Helping hands, legs, etc needed

March 31, 2006

Parents have long been involved in their offspring's university education.

But how many would donate their bodies for the sake of the advancement of knowledge? writes Anna Fazackerley.

Roy Lloyd is one of a shrinking number of people to offer their bodies for dissection by medical students after their death. His body was heading for Leeds Medical School, but he now wants to send it to Leicester, where his daughter Kirsty is studying medicine.

Mr Lloyd, who has multiple sclerosis, said: "Initially my sole motivation was financial. I didn't want my daughters to have the expense of having to bury me. Since then, I've found out there is a shortage of cadavers, so it has become an ethical issue."

According to government figures, the number of whole-body donations in England and Wales has dropped from 670 to 600 over the past five years while medical student numbers have grown and 15 new postgraduate anatomy departments have opened.

At a British Medical Association student conference this weekend, calls will be made for a campaign to recruit organ and whole-body donors. Kirsty Lloyd, chair of the BMA student committee, said: "Anatomy is an incredibly fundamental part of our training."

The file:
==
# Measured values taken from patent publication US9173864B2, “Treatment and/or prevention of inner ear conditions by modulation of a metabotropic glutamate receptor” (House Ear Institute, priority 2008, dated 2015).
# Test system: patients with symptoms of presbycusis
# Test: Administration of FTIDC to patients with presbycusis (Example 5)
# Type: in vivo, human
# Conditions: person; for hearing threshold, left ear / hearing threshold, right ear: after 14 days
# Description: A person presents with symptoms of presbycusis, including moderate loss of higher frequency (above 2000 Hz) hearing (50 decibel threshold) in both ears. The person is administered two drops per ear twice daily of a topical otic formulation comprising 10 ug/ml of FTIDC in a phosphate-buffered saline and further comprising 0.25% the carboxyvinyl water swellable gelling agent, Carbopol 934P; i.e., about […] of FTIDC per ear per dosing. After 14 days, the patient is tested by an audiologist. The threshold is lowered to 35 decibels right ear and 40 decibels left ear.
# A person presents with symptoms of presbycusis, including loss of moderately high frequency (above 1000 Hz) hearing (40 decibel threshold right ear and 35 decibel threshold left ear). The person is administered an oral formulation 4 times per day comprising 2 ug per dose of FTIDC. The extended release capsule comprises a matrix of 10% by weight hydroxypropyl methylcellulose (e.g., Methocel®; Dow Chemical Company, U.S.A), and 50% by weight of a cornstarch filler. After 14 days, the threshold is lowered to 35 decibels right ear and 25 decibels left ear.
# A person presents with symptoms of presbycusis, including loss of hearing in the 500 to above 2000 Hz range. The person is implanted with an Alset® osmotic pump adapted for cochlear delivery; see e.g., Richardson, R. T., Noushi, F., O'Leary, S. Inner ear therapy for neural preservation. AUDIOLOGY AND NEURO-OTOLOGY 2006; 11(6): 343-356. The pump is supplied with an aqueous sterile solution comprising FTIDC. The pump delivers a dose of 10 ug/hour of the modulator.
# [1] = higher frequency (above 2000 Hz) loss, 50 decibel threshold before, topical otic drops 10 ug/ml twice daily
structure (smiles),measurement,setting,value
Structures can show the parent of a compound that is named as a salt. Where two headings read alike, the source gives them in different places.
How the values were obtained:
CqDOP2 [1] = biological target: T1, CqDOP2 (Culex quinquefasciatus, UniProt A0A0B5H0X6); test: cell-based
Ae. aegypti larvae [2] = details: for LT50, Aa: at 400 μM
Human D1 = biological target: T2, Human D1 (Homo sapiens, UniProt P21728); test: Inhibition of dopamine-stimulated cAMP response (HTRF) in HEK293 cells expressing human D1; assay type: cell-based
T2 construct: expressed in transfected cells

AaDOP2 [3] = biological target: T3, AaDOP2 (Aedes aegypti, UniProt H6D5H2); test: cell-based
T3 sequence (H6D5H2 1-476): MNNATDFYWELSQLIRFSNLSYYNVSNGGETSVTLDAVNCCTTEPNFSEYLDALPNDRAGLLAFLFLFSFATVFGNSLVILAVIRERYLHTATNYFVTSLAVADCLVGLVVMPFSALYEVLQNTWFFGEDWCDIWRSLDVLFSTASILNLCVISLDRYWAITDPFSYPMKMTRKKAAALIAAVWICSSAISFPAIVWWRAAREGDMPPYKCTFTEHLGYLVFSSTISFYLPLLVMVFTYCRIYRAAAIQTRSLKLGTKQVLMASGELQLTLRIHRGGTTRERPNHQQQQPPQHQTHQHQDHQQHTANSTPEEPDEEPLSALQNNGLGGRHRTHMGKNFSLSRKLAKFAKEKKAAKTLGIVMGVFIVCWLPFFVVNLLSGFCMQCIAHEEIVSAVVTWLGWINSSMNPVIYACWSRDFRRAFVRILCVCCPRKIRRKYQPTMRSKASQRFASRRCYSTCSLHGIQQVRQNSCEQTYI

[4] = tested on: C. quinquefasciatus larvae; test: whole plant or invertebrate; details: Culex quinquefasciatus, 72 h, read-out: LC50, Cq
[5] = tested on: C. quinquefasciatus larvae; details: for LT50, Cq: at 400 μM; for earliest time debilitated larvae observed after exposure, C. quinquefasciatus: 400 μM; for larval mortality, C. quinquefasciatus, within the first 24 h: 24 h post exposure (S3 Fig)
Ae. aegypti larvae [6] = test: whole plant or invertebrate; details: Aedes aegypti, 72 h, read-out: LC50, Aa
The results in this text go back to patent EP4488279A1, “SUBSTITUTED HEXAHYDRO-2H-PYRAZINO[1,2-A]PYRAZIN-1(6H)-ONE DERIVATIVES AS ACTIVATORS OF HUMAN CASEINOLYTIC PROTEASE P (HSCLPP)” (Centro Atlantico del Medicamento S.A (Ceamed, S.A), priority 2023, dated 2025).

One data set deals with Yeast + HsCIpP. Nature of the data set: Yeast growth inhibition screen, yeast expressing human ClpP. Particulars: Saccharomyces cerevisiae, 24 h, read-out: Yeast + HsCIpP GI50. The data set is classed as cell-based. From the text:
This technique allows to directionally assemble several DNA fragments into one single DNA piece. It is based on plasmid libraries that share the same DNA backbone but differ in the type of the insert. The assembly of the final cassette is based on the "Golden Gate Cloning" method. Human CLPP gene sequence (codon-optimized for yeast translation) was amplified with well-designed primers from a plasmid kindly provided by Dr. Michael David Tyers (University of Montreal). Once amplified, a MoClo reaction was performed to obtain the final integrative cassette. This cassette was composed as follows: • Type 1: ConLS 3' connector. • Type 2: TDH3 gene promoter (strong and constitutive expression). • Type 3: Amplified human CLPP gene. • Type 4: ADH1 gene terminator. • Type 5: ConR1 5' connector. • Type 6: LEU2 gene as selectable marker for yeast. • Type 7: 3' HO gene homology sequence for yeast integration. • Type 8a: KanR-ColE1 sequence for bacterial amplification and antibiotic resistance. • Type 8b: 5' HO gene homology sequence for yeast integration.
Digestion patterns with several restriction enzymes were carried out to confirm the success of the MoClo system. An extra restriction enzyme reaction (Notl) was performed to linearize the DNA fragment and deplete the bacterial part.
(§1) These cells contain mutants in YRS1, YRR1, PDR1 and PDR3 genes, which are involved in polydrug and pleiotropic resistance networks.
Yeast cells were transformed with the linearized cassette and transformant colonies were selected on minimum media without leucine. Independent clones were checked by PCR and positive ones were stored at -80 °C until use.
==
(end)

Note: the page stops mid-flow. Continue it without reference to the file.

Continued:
You've reached your article limit

Register to continue

Registration is free and only takes a moment. Once registered you can read a total of 6 articles each month, plus:

  • Sign up for the editor's highlights
  • Receive World University Rankings news first
  • Get job alerts, shortlist jobs and save job searches
  • Participate in reader discussions and post comments
Register

Have your say

Log in or register to post comments

Featured Jobs

Assistant Professorship in Behavioural Science LONDON SCHOOL OF ECONOMICS & POLITICAL SCIENCE LSE
Foundation Partnerships Officer LONDON SCHOOL OF ECONOMICS & POLITICAL SCIENCE LSE

Most Commented

Social media icons

Gabriel Egan laments the narcissistic craving for others’ approval brought on, he says, by the use of social networking websites

James Fryer illustration (8 September 2016)

Some lecturers will rightly encourage forms of student interaction that are impossible for those covering their faces, Eric Heinze argues

University of Oxford students walking on campus

University of Oxford snatches top spot from Caltech in this year’s World University Rankings as Asia’s rise continues

Handwritten essay on table

Universities must pay more attention to the difficulties faced by students, says Daniel Dennehy

Theresa May entering 10 Downing Street, London

The prospect of new grammar schools on the horizon raises big questions for HE, writes Nick Hillman